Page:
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Charter, schools top candidate forum in Amherst

  • David Williams, candidate for the Amherst Housing Authority, speaks March 15, 2018 during a League of Women Voters forum at Amherst Regional Middle School. —GAZETTE STAFF/SARAH CROSBY

  • Ivan Babian, candidate for Select Board, speaks March 15, 2018 during a League of Women Voters forum at Amherst Regional Middle School. —GAZETTE STAFF/SARAH CROSBY

  • Robert Greeney, candidate for Select Board, speaks March 15, 2018 during a League of Women Voters forum at Amherst Regional Middle School. —GAZETTE STAFF/SARAH CROSBY

  • Kerry Spitzer, candidate for School Committee, speaks March 15, 2018 during a League of Women Voters forum at Amherst Regional Middle School. —GAZETTE STAFF/SARAH CROSBY

  • Amherst candidates including James Pistrang for Town Meeting Moderator, left, David Williams for Amherst Housing Authority, Carol Gray, for Elector, Oliver Smith Will, Jeffrey Lee for the Amherst Redevelopment Authority, Cathy "Kitty" Axelson-Berry for Jones Library Trustee, Tamson Ely for Jones Library Trustee, Sigurd Nilsen for Jones Library Trustee and Austin Sarat for Jones Library Trustee are shown March 15, 2018 during a League of Women Voters forum at Amherst Regional Middle School. GAZETTE STAFF/SARAH CROSBY

  • Allison Bleyler McDonald, candidate for School Committee, speaks March 15, 2018 during a League of Women Voters forum at Amherst Regional Middle School. —GAZETTE STAFF/SARAH CROSBY

  • Amherst candidates including Ivan Babian for Select Board, left, Robert Greeney for Select Board, Douglas Slaughter for Select Board, Benjamin Herrington for School Committee, Allison Bleyler McDonald for School Committee and Kerry Spitzer for School Committee are shown Thursday during a League of Women Voters forum at Amherst Regional Middle School. GAZETTE STAFF/SARAH CROSBY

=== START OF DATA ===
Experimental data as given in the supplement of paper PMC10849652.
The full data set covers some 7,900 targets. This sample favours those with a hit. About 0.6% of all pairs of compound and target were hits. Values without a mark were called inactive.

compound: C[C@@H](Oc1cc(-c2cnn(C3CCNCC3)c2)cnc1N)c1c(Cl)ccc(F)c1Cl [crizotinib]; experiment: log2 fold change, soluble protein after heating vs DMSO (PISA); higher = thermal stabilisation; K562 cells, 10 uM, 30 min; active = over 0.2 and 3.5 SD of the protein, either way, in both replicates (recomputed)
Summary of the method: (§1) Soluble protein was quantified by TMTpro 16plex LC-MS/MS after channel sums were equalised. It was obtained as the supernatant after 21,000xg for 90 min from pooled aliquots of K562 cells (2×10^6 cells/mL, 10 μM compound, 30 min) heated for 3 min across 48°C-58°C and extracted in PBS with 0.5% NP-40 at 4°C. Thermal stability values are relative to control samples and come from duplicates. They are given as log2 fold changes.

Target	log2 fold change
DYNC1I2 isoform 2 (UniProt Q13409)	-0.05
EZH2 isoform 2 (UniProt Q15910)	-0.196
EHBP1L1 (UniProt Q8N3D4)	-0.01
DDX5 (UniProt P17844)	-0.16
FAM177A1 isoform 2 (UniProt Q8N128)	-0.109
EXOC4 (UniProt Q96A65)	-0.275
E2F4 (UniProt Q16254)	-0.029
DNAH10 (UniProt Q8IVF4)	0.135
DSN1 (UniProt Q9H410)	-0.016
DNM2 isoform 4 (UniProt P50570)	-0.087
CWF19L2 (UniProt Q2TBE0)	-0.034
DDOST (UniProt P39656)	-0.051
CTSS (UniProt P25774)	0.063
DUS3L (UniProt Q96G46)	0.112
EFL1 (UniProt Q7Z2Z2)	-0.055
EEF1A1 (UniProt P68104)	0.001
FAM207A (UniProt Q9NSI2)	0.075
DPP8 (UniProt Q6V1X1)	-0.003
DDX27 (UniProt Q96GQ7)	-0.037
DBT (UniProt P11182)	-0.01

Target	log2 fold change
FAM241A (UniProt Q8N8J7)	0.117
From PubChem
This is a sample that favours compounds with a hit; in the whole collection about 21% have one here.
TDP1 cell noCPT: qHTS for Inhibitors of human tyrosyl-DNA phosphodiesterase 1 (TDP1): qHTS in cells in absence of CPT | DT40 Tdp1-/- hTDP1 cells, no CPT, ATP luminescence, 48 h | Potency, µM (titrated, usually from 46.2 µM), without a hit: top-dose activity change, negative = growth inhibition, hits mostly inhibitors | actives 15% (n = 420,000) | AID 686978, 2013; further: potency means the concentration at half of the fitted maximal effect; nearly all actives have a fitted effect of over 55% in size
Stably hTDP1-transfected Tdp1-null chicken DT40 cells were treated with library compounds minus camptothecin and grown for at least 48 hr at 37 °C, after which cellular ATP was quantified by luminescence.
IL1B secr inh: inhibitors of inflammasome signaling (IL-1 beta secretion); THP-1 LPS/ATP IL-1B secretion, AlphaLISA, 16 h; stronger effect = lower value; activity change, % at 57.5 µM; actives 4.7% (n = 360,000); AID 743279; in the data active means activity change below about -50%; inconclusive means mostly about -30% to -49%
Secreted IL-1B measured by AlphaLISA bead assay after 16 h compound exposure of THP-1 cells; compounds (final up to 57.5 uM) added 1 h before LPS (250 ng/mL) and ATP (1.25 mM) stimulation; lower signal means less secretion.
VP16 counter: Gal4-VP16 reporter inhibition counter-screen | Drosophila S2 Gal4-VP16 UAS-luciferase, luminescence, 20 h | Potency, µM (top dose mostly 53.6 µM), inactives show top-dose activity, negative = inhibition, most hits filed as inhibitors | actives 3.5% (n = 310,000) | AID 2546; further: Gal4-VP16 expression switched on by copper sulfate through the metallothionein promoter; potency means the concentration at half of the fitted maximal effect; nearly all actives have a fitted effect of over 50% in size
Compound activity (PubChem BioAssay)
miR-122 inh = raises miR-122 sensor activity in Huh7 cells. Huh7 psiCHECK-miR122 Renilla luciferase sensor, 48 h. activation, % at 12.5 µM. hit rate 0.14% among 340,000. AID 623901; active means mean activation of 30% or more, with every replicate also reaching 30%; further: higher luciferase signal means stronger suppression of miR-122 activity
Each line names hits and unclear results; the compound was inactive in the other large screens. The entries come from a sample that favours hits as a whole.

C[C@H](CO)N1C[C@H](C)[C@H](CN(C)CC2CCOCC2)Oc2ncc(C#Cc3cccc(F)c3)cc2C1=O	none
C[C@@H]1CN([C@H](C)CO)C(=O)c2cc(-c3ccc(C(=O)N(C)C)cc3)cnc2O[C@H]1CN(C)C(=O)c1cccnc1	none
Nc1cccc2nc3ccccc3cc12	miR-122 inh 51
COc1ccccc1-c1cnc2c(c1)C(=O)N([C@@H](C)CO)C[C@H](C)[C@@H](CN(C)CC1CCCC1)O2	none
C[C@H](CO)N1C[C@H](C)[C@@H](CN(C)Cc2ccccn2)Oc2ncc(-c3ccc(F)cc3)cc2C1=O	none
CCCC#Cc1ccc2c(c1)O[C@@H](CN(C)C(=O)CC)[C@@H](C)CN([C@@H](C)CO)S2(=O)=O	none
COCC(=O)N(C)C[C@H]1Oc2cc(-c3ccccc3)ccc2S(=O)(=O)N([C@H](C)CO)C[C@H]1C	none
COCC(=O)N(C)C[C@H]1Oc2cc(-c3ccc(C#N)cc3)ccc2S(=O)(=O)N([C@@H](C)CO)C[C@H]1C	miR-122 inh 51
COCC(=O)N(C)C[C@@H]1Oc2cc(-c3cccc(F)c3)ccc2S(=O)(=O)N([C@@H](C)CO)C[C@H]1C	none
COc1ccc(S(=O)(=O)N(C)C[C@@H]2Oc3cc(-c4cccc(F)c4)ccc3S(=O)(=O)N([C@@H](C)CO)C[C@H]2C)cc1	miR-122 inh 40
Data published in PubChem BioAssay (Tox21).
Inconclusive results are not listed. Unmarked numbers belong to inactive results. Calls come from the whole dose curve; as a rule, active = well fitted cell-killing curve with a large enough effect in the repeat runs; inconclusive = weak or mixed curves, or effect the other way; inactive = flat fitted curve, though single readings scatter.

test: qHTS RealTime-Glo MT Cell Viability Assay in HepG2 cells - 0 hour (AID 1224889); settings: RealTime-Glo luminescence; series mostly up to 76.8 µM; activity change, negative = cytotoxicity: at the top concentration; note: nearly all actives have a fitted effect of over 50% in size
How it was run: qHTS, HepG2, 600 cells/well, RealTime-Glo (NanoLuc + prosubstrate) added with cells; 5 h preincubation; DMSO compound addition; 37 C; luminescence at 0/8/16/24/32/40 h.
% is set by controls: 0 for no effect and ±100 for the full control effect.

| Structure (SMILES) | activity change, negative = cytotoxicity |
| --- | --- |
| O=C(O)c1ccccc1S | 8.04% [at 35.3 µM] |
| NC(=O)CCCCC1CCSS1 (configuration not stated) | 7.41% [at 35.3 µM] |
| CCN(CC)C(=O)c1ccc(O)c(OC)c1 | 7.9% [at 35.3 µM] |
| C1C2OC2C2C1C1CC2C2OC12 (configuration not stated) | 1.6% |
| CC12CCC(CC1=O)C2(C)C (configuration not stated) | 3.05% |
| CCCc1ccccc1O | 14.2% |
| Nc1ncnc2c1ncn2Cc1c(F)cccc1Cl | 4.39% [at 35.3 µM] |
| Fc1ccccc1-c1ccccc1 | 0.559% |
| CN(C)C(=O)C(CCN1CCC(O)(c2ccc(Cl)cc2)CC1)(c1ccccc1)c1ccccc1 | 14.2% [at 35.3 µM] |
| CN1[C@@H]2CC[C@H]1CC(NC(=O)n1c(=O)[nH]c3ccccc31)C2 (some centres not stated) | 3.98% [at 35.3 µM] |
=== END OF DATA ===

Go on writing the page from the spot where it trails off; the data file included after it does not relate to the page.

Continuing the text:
• Benjamin Herrington, candidate for School Committee, speaks March 15, 2018 during a League of Women Voters forum at Amherst Regional Middle School. —GAZETTE STAFF/SARAH CROSBY

  • James Pistrang, candidate for Town Meeting Moderator, speaks March 15, 2018 during a League of Women Voters forum at Amherst Regional Middle School. —GAZETTE STAFF/SARAH CROSBY

  • Tamson Ely, candidate for Jones Library Trustee, speaks March 15, 2018 during a League of Women Voters forum at Amherst Regional Middle School. —GAZETTE STAFF/SARAH CROSBY

  • Carol Gray, candidate for Elector, Oliver Smith Will, speaks March 15, 2018 during a League of Women Voters forum at Amherst Regional Middle School. —GAZETTE STAFF/SARAH CROSBY

  • Jeffrey Lee, candidate for the Amherst Redevelopment Authority, speaks March 15, 2018 during a League of Women Voters forum at Amherst Regional Middle School. —GAZETTE STAFF/SARAH CROSBY

  • Sigurd Nilsen, candidate for Jones Library Trustee, speaks March 15, 2018 during a League of Women Voters forum at Amherst Regional Middle School. —GAZETTE STAFF/SARAH CROSBY

  • Austin Sarat, candidate for Jones Library Trustee, speaks March 15, 2018 during a League of Women Voters forum at Amherst Regional Middle School. —GAZETTE STAFF/SARAH CROSBY

  • Douglas Slaughter, candidate for Select Board, speaks March 15, 2018 during a League of Women Voters forum at Amherst Regional Middle School. —GAZETTE STAFF/SARAH CROSBY

  • Cathy "Kitty" Axelson-Berry, candidate for Jones Library Trustee, speaks March 15, 2018 during a League of Women Voters forum at Amherst Regional Middle School. —GAZETTE STAFF/SARAH CROSBY



Staff Writer
Thursday, March 15, 2018